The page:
That’s when founders Diana and Gary Endicott moved to their 400-acre farm near Bronson, in southeast Kansas. They began growing greenhouse tomatoes, and a bumper crop sent them to Ball’s Food Stores. The retailer bought the excess and made the Endicotts’ produce — and later their beef — a regular feature.

When beef orders outstripped supply, the Endicotts formed a cooperative to fill them. Before long, other producers were calling Diana Endicott to ask whether Ball’s might want their honey or eggs.

“I just started organizing the growers and adding products,” says Endicott, who also runs a federally inspected meat- and poultry-processing plant in Uniontown, Kan. “Eventually it grew to become an alliance of all these different farmers.”

In 2004, that alliance solidified into Good Natured Family Farms. There wasn’t a blueprint for that kind of food hub, so Endicott and Ball’s, which owns 28 Hen House Market and Price Chopper supermarkets, gradually figured it out.

“It just grew organically,” she says. “Maybe that was the key to it — it was out of necessity.”

There are now more than 100 Good Natured members selling everything from milk, cheese and eggs to honey, bison, beef, chicken and pork to Ball’s and food service supplier Sysco.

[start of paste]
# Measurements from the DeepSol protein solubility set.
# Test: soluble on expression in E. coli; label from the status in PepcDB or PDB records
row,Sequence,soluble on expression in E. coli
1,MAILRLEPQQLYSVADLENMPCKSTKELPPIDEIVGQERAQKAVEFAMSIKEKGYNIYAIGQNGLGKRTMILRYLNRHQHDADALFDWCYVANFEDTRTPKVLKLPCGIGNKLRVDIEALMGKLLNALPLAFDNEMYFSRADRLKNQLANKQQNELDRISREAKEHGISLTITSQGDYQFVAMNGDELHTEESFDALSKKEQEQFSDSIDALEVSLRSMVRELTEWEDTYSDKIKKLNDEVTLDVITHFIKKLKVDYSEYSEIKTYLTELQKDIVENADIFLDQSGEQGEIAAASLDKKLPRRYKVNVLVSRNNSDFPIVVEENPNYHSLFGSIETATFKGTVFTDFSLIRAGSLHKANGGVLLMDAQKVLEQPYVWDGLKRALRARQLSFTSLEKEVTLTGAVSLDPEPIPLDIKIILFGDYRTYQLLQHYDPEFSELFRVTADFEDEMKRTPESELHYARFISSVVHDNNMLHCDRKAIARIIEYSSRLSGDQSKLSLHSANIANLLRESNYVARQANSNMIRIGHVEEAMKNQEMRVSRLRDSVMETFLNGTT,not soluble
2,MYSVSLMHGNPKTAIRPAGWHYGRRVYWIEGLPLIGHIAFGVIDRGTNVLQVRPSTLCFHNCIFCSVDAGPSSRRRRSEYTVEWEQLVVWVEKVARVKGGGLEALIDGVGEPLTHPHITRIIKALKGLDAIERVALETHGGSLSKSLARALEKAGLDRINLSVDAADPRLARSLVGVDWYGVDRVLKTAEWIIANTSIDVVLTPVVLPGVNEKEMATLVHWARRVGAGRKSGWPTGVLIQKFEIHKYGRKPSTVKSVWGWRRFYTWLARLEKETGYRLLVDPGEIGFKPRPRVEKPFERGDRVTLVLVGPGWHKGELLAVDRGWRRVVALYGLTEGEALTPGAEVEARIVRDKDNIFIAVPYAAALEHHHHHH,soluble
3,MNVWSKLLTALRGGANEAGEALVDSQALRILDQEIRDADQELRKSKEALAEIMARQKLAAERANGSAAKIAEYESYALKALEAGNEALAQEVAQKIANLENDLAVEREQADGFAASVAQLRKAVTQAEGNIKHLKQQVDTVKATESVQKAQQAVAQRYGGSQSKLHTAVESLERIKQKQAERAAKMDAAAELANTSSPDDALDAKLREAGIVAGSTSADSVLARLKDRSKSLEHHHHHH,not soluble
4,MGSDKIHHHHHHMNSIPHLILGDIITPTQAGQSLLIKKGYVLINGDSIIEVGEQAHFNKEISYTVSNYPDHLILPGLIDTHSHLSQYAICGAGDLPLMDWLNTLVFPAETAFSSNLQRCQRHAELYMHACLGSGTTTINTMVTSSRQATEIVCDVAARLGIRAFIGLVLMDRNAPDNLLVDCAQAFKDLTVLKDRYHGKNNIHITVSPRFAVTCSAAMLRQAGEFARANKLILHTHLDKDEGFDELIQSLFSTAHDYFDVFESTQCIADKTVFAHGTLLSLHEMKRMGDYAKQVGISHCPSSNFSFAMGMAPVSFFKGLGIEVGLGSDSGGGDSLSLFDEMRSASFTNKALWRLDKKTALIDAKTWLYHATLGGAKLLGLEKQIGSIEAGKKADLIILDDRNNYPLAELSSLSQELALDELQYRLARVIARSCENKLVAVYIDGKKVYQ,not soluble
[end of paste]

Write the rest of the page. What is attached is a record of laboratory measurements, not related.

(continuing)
Most package and label their own products and deliver them to a central Ball’s warehouse, although some have regular on-farm pickups. Good Natured coordinates orders, provides marketing support, and sets quality and food-safety standards.

Good Natured also won a W.K. Kellogg Foundation grant to bring local food to vulnerable communities in Kansas City, and Endicott is helping develop a food hub in St. Louis’ NorthSide Regeneration Project with an eye toward establishing an Interstate 70 food corridor.

Creating such markets stabilizes farm income and keeps farmers on the farm, both of which expand rural economies, Endicott says.

“None of this is successful if we don’t have the farmer,” she says. “Local food is finally being recognized as an economic engine for rural communities.”

Certainly that’s the case for Bauman’s Cedar Valley Farm, near Garnett, Kan. John and Yvonne Bauman moved there in 2001 with no experience — just six children and the drive to build a sustainable business.